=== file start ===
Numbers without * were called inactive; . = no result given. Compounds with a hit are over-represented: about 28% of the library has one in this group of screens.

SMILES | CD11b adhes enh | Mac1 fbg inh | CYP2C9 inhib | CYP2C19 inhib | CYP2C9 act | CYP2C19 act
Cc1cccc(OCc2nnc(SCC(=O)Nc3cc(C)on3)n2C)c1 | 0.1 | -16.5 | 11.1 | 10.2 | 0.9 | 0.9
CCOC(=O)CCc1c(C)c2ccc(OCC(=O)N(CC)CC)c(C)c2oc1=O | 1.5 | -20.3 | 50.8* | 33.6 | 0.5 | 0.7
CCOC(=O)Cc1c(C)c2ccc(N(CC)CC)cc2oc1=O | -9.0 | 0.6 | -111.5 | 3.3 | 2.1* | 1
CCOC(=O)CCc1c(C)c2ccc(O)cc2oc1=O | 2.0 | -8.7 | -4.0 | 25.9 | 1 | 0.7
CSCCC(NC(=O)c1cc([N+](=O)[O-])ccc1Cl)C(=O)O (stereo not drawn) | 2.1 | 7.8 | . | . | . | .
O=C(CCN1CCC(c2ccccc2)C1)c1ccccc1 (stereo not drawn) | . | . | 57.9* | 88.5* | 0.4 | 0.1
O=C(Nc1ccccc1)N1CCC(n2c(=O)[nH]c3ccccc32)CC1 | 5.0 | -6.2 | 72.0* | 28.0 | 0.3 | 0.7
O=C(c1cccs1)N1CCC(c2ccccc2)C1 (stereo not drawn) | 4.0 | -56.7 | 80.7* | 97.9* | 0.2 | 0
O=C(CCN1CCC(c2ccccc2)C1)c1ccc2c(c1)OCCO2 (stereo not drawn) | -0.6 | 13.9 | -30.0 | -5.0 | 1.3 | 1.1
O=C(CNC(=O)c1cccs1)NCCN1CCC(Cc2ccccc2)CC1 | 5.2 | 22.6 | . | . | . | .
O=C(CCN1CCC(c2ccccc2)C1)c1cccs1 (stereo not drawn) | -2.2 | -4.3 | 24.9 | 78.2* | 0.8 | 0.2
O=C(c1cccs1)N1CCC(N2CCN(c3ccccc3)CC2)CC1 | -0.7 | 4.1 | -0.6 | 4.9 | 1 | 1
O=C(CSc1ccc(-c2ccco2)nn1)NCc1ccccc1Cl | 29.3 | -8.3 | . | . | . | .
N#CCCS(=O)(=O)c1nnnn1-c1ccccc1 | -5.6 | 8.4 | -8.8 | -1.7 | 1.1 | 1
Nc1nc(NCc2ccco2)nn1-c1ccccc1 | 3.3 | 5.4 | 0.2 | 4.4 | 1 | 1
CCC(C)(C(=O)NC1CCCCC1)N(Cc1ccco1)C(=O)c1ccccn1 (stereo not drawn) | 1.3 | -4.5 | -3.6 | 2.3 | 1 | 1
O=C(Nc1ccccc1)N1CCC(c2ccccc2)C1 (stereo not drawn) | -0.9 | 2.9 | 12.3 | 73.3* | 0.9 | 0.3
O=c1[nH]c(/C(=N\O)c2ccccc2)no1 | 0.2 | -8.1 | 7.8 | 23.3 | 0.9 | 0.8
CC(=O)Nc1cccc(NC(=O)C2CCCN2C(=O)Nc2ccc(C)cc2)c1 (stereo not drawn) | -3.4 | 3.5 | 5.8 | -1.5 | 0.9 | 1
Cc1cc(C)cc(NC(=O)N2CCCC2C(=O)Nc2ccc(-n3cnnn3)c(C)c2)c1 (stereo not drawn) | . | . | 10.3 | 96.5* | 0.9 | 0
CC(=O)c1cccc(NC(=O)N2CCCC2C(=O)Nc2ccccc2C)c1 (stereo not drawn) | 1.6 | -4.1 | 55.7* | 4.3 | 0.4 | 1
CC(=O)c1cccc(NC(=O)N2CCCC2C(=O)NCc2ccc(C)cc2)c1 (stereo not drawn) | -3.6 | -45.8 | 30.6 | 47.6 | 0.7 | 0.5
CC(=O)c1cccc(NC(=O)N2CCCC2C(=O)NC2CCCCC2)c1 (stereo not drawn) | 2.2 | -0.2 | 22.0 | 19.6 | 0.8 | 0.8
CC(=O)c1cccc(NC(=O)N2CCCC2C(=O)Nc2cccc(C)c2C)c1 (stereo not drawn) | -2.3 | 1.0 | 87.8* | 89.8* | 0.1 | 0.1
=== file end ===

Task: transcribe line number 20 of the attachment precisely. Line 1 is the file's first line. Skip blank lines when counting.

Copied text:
O=c1[nH]c(/C(=N\O)c2ccccc2)no1 | 0.2 | -8.1 | 7.8 | 23.3 | 0.9 | 0.8